Christmas has come and gone and the new year has begun. We can see the festive Christmas lights and trees disappear all around us. However, it is still dark and cold outside! It is possible that many of your colleagues are crankier now than they were before Christmas.
We have some tips to keep your organization motivated to keep the winter blues at bay!
Step 1: Be Flexible and Open-minded
Anderson argues that managers who respond to their employees’ needs for a bit of time off during the Holidays, will more likely see recharged people in the new year. After all, Christmas can be quite stressful for some people with shopping, baking, cooking, and, of course, family visits. However, your business does not stop during the Christmas period. So be sure to plan ahead and keep on top of whom of your employees has time off.
Simply allowing employees to take a much needed break at Christmas will see them return happier, less stressed and more motivated. This could have a snowball effect where the staff member who returns from their break motivates others around them to “embrace the clean slate New Years brings.”
Bear in mind that the goals you set at the start of the New Year are attainable so that you can celebrate the successes, no matter how big or small. How about making resolutions for the upcoming year in your teams? That way your staff will be involved from the start and in charge of their own goals.
Step 2: Encourage Healthy Habits
For some people the winter period means their alarms sound too early, their commutes are too cold, the mornings too dark, motivation too low, and concentration too lost. So why not help your colleagues out?
- Encourage exercise among your staff: it is tempting to go to work and burrow in a nice warm blanket when you come home, but will not help the sluggishness at all. Perhaps you can form a group to walk during lunch, or to work out together once (or more) times a week after work. Some companies offer discounted fitness subscriptions for their staff which might just work to give them that little extra push to sign up for the local gym.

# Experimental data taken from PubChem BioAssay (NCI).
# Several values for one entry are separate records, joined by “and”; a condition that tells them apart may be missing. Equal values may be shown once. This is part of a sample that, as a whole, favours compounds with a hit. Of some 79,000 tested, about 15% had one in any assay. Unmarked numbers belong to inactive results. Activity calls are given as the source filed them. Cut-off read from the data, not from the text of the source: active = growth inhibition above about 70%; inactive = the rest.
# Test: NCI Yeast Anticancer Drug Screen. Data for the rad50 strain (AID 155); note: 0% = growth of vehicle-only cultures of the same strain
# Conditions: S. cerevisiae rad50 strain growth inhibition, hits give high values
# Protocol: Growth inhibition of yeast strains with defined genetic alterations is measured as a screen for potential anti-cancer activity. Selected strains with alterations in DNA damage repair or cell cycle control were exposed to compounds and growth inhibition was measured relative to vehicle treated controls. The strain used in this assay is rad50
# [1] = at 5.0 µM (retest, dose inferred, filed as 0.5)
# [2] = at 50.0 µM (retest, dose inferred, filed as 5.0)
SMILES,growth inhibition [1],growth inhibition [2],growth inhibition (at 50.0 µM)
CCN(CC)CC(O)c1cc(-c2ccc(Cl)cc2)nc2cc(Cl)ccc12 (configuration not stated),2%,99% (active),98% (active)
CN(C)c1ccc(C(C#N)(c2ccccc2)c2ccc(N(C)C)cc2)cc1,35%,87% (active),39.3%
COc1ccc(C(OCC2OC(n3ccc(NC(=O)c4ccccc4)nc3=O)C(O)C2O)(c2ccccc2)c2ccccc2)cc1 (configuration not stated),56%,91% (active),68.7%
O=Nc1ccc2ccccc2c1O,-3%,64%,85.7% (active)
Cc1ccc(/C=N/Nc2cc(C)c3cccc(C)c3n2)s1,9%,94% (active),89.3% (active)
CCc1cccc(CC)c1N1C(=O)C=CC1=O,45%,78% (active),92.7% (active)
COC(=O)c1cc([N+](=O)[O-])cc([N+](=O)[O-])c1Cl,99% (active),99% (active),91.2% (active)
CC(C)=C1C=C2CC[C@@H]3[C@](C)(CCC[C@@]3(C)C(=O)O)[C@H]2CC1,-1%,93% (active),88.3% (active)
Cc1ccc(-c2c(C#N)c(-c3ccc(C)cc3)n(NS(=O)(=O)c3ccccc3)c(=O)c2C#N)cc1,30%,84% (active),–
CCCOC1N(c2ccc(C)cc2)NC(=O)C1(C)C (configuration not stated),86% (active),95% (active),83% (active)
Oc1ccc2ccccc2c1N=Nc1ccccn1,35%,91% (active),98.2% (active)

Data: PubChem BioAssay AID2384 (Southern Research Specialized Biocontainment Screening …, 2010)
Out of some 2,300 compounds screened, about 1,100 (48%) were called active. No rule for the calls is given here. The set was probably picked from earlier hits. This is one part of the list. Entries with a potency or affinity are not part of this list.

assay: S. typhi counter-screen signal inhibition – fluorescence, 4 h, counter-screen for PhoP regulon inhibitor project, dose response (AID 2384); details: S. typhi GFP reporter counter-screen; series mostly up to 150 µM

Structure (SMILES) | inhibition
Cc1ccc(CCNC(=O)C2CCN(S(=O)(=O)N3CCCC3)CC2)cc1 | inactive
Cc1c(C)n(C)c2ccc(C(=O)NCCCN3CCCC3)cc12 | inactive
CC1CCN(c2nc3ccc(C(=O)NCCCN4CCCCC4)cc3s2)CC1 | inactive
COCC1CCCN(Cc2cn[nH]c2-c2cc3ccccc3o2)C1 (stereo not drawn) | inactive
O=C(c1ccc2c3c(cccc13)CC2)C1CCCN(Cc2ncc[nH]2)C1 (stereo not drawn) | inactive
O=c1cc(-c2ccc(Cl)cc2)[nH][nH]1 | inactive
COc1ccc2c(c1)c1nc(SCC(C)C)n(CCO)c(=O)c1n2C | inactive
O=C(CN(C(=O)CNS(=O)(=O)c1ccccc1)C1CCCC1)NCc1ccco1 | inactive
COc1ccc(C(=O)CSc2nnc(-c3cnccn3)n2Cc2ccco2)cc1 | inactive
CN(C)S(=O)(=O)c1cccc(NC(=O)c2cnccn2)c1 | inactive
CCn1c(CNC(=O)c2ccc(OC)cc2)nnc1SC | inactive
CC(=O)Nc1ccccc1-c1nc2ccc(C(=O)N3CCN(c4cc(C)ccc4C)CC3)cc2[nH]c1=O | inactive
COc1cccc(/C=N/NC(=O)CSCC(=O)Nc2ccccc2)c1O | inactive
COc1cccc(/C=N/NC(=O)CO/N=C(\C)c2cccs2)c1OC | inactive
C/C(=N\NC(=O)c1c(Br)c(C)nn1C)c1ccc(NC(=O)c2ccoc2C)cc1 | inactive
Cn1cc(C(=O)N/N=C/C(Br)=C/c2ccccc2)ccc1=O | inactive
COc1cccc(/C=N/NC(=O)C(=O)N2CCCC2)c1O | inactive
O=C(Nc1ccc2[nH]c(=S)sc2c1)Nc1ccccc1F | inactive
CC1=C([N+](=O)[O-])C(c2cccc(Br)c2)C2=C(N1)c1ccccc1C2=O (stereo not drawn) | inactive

- Offer healthy food choices: Christmas is over. A lot of people will be happy to return to their previously, and normal, eating habits. It is possible that some of your coworkers have made New Year’s resolutions to lose few pounds. Why not help them by offering healthy food options at the office? In other words; replace the cookies with fruit!
Step 3: Communicate with Your People
Do you know how your team members are feeling? Did you ask what your colleague did for Christmas? These types of questions would be a good place to start so that you know what is going on in the workplace. So talk to people at the coffee machine, have breaks with colleagues you have not talked to in a while, and put effort into showing your employees that you care about them. Create a work environment that people like and they will be more motivated.
Step 4: Celebrate Successes
Are there any birthdays coming up? Did you finish a deadline or pass a new goal? Or has it simply been a while since you organized an office party? There are many ways to celebrate small victories but always remember to make them social and inclusive. It does not matter if the setting is slightly more formal, such as a meeting, or if it is more fun and low key, like a New Year’s office party. Why not add a competitive element to have a bit of fun during the short and grey days? You could bring your team together to decide on new small goals and keep score of who reaches theirs first. If this sounds too serious, then there are plenty of indoor games to play in the office that will double as “excellent bonding exercises”.
What do we at FourVision do in the office to keep our people happy, motivated and focused? We have a monthly meeting where we eat lunch together, we organize Friday afternoon drinks and invite the whole office to come to the coffee room and chat, and we certainly like to chat to each other. What do you do to combat winter depression among your staff?